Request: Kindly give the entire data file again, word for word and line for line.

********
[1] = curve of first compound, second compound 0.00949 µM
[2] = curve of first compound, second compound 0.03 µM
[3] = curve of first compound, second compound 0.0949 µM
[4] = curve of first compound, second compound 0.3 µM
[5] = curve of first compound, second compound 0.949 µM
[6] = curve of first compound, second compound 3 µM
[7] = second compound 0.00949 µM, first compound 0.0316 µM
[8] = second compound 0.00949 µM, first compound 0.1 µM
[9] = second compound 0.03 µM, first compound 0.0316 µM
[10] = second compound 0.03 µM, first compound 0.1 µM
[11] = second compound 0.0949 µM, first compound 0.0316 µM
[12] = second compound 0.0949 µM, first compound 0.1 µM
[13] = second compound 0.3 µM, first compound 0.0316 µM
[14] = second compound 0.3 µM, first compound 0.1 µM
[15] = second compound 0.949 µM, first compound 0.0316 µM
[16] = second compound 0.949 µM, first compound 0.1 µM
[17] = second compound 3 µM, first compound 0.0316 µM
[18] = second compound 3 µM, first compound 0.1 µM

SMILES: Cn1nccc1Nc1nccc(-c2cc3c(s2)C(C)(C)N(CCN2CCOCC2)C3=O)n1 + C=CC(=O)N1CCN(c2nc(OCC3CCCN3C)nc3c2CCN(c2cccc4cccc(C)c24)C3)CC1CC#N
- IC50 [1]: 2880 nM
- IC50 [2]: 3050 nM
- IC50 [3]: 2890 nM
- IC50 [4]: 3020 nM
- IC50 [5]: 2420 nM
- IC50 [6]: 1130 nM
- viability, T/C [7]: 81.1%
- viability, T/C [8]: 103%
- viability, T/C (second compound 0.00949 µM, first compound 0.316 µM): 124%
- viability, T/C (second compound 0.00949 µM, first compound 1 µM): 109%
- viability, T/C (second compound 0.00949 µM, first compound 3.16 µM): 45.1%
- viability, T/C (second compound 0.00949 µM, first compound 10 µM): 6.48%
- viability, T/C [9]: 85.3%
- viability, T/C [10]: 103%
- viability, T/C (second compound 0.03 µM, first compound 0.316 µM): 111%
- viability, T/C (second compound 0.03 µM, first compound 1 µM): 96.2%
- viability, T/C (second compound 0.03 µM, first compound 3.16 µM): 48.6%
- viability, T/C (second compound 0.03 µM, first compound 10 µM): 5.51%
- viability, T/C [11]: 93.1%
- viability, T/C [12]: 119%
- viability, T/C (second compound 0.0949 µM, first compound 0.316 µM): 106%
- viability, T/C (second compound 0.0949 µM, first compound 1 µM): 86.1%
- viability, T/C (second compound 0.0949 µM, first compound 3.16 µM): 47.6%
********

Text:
[1] = curve of first compound, second compound 0.00949 µM
[2] = curve of first compound, second compound 0.03 µM
[3] = curve of first compound, second compound 0.0949 µM
[4] = curve of first compound, second compound 0.3 µM
[5] = curve of first compound, second compound 0.949 µM
[6] = curve of first compound, second compound 3 µM
[7] = second compound 0.00949 µM, first compound 0.0316 µM
[8] = second compound 0.00949 µM, first compound 0.1 µM
[9] = second compound 0.03 µM, first compound 0.0316 µM
[10] = second compound 0.03 µM, first compound 0.1 µM
[11] = second compound 0.0949 µM, first compound 0.0316 µM
[12] = second compound 0.0949 µM, first compound 0.1 µM
[13] = second compound 0.3 µM, first compound 0.0316 µM
[14] = second compound 0.3 µM, first compound 0.1 µM
[15] = second compound 0.949 µM, first compound 0.0316 µM
[16] = second compound 0.949 µM, first compound 0.1 µM
[17] = second compound 3 µM, first compound 0.0316 µM
[18] = second compound 3 µM, first compound 0.1 µM

SMILES: Cn1nccc1Nc1nccc(-c2cc3c(s2)C(C)(C)N(CCN2CCOCC2)C3=O)n1 + C=CC(=O)N1CCN(c2nc(OCC3CCCN3C)nc3c2CCN(c2cccc4cccc(C)c24)C3)CC1CC#N
- IC50 [1]: 2880 nM
- IC50 [2]: 3050 nM
- IC50 [3]: 2890 nM
- IC50 [4]: 3020 nM
- IC50 [5]: 2420 nM
- IC50 [6]: 1130 nM
- viability, T/C [7]: 81.1%
- viability, T/C [8]: 103%
- viability, T/C (second compound 0.00949 µM, first compound 0.316 µM): 124%
- viability, T/C (second compound 0.00949 µM, first compound 1 µM): 109%
- viability, T/C (second compound 0.00949 µM, first compound 3.16 µM): 45.1%
- viability, T/C (second compound 0.00949 µM, first compound 10 µM): 6.48%
- viability, T/C [9]: 85.3%
- viability, T/C [10]: 103%
- viability, T/C (second compound 0.03 µM, first compound 0.316 µM): 111%
- viability, T/C (second compound 0.03 µM, first compound 1 µM): 96.2%
- viability, T/C (second compound 0.03 µM, first compound 3.16 µM): 48.6%
- viability, T/C (second compound 0.03 µM, first compound 10 µM): 5.51%
- viability, T/C [11]: 93.1%
- viability, T/C [12]: 119%
- viability, T/C (second compound 0.0949 µM, first compound 0.316 µM): 106%
- viability, T/C (second compound 0.0949 µM, first compound 1 µM): 86.1%
- viability, T/C (second compound 0.0949 µM, first compound 3.16 µM): 47.6%